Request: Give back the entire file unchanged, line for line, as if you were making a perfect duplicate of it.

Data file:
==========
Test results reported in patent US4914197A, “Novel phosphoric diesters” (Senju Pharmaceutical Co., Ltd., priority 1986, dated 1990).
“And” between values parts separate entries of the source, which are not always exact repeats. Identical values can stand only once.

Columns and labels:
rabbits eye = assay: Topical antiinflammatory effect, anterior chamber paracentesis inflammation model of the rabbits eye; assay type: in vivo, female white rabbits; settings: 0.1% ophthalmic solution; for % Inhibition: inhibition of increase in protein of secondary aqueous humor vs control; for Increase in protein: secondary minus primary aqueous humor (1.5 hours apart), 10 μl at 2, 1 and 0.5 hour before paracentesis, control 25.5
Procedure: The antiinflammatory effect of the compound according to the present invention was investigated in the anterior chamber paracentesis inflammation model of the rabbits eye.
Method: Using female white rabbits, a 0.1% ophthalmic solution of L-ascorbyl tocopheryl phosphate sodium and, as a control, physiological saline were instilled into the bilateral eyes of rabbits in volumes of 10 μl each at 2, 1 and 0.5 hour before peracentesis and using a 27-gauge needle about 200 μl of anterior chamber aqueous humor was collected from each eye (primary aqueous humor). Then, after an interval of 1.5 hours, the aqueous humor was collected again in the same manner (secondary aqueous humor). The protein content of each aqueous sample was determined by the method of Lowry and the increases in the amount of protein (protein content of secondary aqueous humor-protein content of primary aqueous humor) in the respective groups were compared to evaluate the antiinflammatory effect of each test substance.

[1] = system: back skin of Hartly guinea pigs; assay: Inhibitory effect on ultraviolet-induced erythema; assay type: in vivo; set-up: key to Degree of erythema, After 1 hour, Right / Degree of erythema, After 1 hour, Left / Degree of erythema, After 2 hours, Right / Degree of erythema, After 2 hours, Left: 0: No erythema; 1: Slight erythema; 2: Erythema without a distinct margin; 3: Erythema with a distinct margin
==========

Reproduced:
Test results reported in patent US4914197A, “Novel phosphoric diesters” (Senju Pharmaceutical Co., Ltd., priority 1986, dated 1990).
“And” between values parts separate entries of the source, which are not always exact repeats. Identical values can stand only once.

Columns and labels:
rabbits eye = assay: Topical antiinflammatory effect, anterior chamber paracentesis inflammation model of the rabbits eye; assay type: in vivo, female white rabbits; settings: 0.1% ophthalmic solution; for % Inhibition: inhibition of increase in protein of secondary aqueous humor vs control; for Increase in protein: secondary minus primary aqueous humor (1.5 hours apart), 10 μl at 2, 1 and 0.5 hour before paracentesis, control 25.5
Procedure: The antiinflammatory effect of the compound according to the present invention was investigated in the anterior chamber paracentesis inflammation model of the rabbits eye.
Method: Using female white rabbits, a 0.1% ophthalmic solution of L-ascorbyl tocopheryl phosphate sodium and, as a control, physiological saline were instilled into the bilateral eyes of rabbits in volumes of 10 μl each at 2, 1 and 0.5 hour before peracentesis and using a 27-gauge needle about 200 μl of anterior chamber aqueous humor was collected from each eye (primary aqueous humor). Then, after an interval of 1.5 hours, the aqueous humor was collected again in the same manner (secondary aqueous humor). The protein content of each aqueous sample was determined by the method of Lowry and the increases in the amount of protein (protein content of secondary aqueous humor-protein content of primary aqueous humor) in the respective groups were compared to evaluate the antiinflammatory effect of each test substance.

[1] = system: back skin of Hartly guinea pigs; assay: Inhibitory effect on ultraviolet-induced erythema; assay type: in vivo; set-up: key to Degree of erythema, After 1 hour, Right / Degree of erythema, After 1 hour, Left / Degree of erythema, After 2 hours, Right / Degree of erythema, After 2 hours, Left: 0: No erythema; 1: Slight erythema; 2: Erythema without a distinct margin; 3: Erythema with a distinct margin